• 22 Members of the Council for the Laity.
  • Vicariate Education Secretaries.

What is synodality?
“Synodality” refers to the way that these synods make decisions. It is a model that includes listening to a broad range of people and then discussing the issues together with the goal of hearing where the Holy Spirit is calling the church. Synods have been following an inductive rather than a deductive method. Past synods tended to start with church teaching and talk about how it could be applied to the world. This follows the classical philosophical and theological method that the seminaries apply in their pedagogy. What’s happening within the synod under Pope Francis is that it follows a more inductive way of reflecting. It starts from the true situation of people and trying to figure out what’s going on here. That’s why Pope Francis has supposed, this means not entering the discussion with the idea that there will be “winners” who get their way and “losers” who do not. Rather it means speaking with “frankness,” “boldness” or “courage”, listening humbly and being open to other people’s ideas.
Making decisions “synodally” is a top priority for Pope Francis. On the 50th anniversary of the establishment of the Synod of Bishops, the Pope said, “It is precisely this path of synodality which God expects of the Church of the third millennium.” He would like to see this type of decision-making not only among the bishops meeting in Rome but “at every level of the Church’s life,” beginning with the laity (the “people of God”), then the pastors, the bishops and finally, the Pope.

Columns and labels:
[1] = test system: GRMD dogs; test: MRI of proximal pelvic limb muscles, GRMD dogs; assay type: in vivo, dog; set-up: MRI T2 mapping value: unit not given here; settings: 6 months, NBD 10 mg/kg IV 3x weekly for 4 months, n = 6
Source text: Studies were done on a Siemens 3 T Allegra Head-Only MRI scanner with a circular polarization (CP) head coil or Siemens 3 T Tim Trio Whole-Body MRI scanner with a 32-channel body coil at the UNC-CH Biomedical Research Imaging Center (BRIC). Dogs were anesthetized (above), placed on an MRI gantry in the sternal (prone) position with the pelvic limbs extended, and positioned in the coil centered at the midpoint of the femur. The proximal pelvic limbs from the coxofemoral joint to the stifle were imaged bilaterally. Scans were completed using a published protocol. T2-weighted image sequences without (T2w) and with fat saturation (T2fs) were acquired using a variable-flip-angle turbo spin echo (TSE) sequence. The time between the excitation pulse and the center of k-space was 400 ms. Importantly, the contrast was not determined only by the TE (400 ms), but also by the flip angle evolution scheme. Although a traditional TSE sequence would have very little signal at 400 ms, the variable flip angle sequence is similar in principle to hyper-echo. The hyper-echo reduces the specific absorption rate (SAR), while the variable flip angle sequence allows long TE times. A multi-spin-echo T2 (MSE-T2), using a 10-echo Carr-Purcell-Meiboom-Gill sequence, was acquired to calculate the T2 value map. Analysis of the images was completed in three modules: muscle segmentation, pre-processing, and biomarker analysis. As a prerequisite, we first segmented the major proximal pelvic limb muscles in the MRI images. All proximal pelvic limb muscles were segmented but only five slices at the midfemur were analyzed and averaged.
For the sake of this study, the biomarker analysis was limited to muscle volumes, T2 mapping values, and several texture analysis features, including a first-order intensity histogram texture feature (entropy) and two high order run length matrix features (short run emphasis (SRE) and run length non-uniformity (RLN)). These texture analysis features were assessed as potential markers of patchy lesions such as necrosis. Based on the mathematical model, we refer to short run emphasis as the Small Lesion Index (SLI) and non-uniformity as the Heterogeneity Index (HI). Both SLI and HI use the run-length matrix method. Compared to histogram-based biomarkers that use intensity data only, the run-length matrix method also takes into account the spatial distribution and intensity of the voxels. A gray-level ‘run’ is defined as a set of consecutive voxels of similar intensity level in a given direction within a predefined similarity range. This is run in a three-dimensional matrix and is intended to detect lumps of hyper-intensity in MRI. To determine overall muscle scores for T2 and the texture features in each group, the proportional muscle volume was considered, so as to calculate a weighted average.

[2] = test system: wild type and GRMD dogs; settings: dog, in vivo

Why hold a ‘synod on synodality’?
Pope Francis thinks there is a long way to go before the church learns to make decisions “synodally” at every level. In fact, it is difficult to even imagine what that may look like. Some commentators think that for a Church that is accustomed to a command-and-control model, it does not familiarise easily to synodality. But with this two-year “synodal process” focusing on synodality, Pope Francis decided that the best way for the church to figure out what synodality means in practice is to try it out.
By pulling the entire church into this participative process, Pope Francis aims to give Catholics an experience of a church that comes together instead of disintegrating, that discerns together instead of making decrees in isolation and that walks together. It is different from what most of us Catholics are used to, and by its nature involves disagreement. But it also involves mutual listening, courage, humility and respect. The Church of today needs to grow in all these virtues. By journeying together and reflecting together on the journey that has been made, the Church will be able to learn through Her experience which processes can help Her to live communion, to achieve participation, to open Herself to mission.